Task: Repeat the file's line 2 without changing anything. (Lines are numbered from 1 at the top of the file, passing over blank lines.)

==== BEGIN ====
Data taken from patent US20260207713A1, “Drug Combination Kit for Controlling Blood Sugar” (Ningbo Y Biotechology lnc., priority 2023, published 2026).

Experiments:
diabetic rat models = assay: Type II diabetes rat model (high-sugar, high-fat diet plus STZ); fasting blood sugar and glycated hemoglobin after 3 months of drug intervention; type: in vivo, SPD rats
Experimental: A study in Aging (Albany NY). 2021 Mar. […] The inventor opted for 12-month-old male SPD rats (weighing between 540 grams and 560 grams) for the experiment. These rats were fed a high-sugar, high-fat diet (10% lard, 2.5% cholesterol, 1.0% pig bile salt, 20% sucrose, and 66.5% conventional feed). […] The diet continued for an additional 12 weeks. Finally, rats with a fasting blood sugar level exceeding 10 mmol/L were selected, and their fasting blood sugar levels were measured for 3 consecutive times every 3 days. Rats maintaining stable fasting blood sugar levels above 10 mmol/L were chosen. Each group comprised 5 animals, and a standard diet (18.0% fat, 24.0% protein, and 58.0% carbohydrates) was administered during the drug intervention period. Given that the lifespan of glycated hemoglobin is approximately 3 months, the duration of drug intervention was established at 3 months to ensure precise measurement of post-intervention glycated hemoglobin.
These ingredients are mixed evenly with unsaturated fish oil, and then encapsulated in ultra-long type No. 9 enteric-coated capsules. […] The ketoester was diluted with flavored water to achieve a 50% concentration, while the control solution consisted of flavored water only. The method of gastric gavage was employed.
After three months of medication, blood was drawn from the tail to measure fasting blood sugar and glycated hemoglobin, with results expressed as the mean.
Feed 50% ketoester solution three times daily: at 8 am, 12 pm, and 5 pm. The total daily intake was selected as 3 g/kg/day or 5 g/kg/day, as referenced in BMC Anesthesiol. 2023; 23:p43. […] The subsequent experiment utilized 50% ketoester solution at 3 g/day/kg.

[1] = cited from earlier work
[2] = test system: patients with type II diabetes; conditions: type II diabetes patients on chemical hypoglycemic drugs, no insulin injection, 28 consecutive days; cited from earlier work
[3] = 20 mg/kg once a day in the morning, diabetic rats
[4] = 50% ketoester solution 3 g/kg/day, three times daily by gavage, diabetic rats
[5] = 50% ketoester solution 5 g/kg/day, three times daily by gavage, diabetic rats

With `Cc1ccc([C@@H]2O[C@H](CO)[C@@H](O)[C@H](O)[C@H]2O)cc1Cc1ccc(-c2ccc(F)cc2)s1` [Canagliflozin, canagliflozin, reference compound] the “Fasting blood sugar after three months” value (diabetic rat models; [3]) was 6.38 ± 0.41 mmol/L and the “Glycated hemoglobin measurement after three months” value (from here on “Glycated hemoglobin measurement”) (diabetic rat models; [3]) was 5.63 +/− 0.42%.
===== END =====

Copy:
Experiments: